For those of you might be baseball fans this is the time of year when all of your hopes are still alive. The season itself hasn’t officially started and even Cub fans have a glimmer of hope that come October their team will be playing and hopefully winning the Fall Classic.
But, before any teams make it there they have to go through the 162 game regular season and then survive the playoffs and accompanying them on their way will be the umpire. Let’s take a look at how one becomes a baseball umpire and what their responsibilities are in controlling the game.
”Hey Ump, is this your cell phone? It must be because it has three missed calls!”
I don’t know who in their right mind would want to be an umpire. They suffer the slings and arrows of the fans on an almost daily basis and are the targets of tantrums thrown by both players and coaches. All it takes is one “blown call” and they become the topic of scorn and ridicule in the sports pages and on ESPN. But, if you feel you’re so inclined to take on those duties, here’s what you have to do.
If you want to make it to the bigs, you have to go to what’s known as “Umpire School”. Currently there are only two that Major League Baseball recognizes. They are The Jim Evans Academy of Professional Umpiring and The Harry Wendelstedt Umpire School. Both are located in Florida and are run by former Major League umpires.
The training itself lasts about five weeks after which you’ll be evaluated by the staff. Only about ten to twenty percent will make the grade and for those lucky ones that do they'll be sent to another training camp (also in Florida) known as the Professional Baseball Umpires Corp. If you’re lucky enough survive that don’t think that you’ve got your meal ticket punched to the majors. You’re gonna have to spend probably five to seven years bouncing and winding your way through the minors before being called up.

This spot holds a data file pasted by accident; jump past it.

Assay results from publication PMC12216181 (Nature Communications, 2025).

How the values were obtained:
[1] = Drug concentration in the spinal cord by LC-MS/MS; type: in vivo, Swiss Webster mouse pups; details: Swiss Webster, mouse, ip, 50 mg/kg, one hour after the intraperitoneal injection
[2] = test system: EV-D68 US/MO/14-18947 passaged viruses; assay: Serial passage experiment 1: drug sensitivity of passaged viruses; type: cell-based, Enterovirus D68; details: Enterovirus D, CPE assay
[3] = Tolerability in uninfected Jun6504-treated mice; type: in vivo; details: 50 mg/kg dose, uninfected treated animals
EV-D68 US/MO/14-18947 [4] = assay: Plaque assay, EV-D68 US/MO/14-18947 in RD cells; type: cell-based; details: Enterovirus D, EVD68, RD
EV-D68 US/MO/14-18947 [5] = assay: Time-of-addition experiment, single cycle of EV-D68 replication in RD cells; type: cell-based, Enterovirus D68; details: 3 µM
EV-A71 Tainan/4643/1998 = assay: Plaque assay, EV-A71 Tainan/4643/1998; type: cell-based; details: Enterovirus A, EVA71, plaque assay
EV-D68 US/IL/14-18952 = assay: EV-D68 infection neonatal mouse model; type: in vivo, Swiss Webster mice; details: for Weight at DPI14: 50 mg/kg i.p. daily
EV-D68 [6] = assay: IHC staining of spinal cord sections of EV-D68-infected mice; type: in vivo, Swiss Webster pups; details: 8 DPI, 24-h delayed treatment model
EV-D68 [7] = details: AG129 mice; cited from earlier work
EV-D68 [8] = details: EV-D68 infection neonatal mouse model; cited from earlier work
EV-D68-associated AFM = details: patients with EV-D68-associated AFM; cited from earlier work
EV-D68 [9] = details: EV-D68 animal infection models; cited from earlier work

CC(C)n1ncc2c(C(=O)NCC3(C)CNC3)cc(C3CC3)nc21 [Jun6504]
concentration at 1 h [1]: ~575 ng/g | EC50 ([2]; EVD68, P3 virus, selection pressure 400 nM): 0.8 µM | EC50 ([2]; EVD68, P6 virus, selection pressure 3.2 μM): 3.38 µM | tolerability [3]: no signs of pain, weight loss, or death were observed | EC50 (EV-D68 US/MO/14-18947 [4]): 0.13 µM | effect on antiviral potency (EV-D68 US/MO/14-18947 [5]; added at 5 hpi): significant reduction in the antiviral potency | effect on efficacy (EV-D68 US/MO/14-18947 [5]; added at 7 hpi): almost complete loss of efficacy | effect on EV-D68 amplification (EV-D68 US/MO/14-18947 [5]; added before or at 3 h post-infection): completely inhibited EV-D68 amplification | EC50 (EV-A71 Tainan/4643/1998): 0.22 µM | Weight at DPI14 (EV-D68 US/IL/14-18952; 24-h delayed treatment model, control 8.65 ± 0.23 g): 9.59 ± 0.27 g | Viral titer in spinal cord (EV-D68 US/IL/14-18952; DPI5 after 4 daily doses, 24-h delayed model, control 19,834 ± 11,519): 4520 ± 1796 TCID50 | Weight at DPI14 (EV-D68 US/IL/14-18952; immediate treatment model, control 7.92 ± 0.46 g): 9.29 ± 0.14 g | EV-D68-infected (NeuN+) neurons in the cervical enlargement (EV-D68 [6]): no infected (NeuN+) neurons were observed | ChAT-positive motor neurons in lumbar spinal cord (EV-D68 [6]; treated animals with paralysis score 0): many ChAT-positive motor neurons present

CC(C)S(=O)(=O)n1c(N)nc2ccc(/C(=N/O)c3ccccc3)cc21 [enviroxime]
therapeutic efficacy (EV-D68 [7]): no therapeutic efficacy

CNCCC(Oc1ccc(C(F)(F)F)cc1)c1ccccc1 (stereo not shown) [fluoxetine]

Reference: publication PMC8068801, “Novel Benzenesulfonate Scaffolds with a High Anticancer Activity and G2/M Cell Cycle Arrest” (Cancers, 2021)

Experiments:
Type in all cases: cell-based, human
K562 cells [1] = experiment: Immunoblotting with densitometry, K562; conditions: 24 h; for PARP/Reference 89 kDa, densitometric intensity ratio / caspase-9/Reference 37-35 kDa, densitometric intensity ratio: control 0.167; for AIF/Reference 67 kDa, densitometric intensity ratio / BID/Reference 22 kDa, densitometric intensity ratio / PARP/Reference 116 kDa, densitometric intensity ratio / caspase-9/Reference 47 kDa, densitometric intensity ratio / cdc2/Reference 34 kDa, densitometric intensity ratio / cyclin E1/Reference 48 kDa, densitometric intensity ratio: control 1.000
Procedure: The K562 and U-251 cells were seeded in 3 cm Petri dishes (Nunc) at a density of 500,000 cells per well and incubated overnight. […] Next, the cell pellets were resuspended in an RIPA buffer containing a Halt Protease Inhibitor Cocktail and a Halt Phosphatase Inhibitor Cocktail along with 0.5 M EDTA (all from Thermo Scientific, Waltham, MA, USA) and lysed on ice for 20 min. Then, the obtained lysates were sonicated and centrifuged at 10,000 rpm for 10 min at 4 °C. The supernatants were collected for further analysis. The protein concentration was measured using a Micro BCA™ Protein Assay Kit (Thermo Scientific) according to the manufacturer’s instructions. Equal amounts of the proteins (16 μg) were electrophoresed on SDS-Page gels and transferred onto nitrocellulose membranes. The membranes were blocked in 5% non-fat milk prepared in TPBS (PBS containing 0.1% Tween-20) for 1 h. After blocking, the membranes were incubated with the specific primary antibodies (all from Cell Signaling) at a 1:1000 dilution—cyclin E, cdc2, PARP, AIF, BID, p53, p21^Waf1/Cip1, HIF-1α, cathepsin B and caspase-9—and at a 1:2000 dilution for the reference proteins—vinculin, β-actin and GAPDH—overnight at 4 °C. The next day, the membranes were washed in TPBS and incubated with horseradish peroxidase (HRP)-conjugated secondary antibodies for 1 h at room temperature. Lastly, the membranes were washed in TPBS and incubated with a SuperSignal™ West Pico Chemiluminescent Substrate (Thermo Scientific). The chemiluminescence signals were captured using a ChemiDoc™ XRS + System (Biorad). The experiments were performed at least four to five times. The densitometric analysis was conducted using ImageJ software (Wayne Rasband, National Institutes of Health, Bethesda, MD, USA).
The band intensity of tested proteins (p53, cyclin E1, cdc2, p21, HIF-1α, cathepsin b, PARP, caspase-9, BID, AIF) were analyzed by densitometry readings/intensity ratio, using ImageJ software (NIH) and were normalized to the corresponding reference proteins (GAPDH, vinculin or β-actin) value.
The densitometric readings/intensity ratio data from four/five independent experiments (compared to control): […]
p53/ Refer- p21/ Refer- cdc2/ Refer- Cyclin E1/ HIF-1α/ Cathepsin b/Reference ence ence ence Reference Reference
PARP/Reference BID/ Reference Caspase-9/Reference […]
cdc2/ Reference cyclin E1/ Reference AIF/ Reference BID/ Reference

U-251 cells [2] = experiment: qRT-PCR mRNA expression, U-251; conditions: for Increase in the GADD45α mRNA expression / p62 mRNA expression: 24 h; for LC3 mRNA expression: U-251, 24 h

Once you make it to the “show” here’s what you can expect.
It’s a pretty select field to begin with. Major League Baseball currently employs only 70 full time umpires with another 22 that can be called up from Class AAA on a part time or fill in basis
During the regular season most major league games are assigned four umpires per game. Each umpire is assigned as a part of crew that they can expect to work with during the year. The crew rotates positions after each game. For instance, if you’re the one calling balls and strikes on Monday, you can expect to be umpiring third base on Tuesday, second base on Wednesday and so on and so on. Each crew is always assigned a “chief” who is the most senior member of the crew.
Naturally, the most visible ump on the field is the one who’s calling balls and strikes. The other members of the crew are responsible for such things as safe/out calls at their assigned base and to determine if a ball is fair or foul along the first and third base lines. They’re also responsible for determining if a ball is a home run or not as well as judgment calls on such things as fan interference and cancelling or suspending games due to inclement weather.
It’s also your job to “run” or “toss” any player, manager or coach who violates the rules or argues vehemently after a disputed call. If I recall correctly, according to the movie Bull Durham this usually involves some form or variant of the word “Cocksucker!” or making direct contact with the umpire himself.
I know, to some of you this might sound pretty easy but it’s not. I don’t care if you’ve called the last 1000 plays correctly, they won’t make the highlight reel. It’s the one you miss that will come back to haunt you.
If you can make it to the big leagues and you can stand all the travel, insults and pressure you can expect to earn anywhere between $100,000 and $300,000 per year. When you toss in a per diem of $357 a day for hotels and meals it adds up pretty quickly.
Fans, players and managers alike can become pretty creative when it comes to insulting umpires. Here’s a few of the borgo favorites that I’ve managed to cull from various sources.
“Hey ump! I thought only horses slept standing up!”
To a home plate ump – “Get a hammer and some nails, the plate is movin' around!
”I've gotten better calls from my ex-wife!”
”Good thing there ain’t three choices!”
”Is that your final answer?”
”Hey ump! For a guy that only works 3 hours a day, you're doing a pretty bad job!”
Here's couple more courtesy of user Orange Julius...
"Hey ump, you're missing a great game here"
"Get off your knees, you're blowing the game"
For the other side of the coin I’d recommend reading a book called “The Umpire Strikes Back” written by former Major League umpire Ron Luciano. He called “em as he saw ‘em” for ten years from 1969 through 1979. His running feud with Baltimore Orioles manager Earl Weaver is the stuff of baseball legend. He once tossed him before both ends of a doubleheader before a single pitch had been thrown in either game.
Tragically, Ron Luciano died in 1995 at the tender age of 57.
Cause of death?
Suicide via carbon monoxide poisoning.